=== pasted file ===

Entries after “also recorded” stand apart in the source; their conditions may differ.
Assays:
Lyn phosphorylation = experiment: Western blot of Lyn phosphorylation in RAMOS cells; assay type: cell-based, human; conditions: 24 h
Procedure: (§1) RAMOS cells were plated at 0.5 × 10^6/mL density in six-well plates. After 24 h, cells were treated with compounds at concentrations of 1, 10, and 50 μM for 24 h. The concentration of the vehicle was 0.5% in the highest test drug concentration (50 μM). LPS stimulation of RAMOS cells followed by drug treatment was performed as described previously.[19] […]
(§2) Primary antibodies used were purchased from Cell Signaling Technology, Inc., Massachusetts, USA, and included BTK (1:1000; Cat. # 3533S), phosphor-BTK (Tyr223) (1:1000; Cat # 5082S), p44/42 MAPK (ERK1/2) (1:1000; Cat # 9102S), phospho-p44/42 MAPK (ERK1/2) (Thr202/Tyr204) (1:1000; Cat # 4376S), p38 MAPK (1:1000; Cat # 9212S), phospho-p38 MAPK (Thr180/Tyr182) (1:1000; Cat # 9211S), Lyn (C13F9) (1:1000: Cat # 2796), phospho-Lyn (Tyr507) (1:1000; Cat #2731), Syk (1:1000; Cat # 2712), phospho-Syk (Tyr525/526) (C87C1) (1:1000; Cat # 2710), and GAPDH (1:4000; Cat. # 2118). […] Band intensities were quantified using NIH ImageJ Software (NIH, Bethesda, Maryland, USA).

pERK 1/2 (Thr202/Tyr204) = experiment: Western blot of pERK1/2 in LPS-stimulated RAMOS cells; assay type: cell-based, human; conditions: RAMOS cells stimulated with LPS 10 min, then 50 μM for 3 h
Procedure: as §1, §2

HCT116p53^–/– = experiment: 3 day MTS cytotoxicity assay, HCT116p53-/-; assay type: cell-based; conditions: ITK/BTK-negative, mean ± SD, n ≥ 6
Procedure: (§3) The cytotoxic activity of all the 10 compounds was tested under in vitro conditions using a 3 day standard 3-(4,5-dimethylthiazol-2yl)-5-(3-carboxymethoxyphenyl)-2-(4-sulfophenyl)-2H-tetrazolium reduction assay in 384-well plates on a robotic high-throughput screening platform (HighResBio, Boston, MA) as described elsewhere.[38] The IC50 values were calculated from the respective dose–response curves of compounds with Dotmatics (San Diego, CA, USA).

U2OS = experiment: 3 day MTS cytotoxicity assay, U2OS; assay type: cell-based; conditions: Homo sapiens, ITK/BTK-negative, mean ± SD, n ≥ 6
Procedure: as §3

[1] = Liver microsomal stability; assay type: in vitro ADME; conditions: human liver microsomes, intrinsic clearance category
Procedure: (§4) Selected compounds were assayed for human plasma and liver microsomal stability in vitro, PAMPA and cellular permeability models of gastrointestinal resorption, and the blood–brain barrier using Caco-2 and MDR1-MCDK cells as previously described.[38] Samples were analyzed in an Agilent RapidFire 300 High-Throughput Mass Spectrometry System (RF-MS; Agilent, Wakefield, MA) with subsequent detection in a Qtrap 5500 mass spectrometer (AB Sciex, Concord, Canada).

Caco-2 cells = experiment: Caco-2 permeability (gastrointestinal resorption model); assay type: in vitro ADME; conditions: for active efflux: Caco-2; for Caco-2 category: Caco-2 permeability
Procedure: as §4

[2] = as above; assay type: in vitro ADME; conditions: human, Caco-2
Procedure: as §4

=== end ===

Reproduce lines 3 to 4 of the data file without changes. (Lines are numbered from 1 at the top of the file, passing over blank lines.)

Lyn phosphorylation = experiment: Western blot of Lyn phosphorylation in RAMOS cells; assay type: cell-based, human; conditions: 24 h
Procedure: (§1) RAMOS cells were plated at 0.5 × 10^6/mL density in six-well plates. After 24 h, cells were treated with compounds at concentrations of 1, 10, and 50 μM for 24 h. The concentration of the vehicle was 0.5% in the highest test drug concentration (50 μM). LPS stimulation of RAMOS cells followed by drug treatment was performed as described previously.[19] […]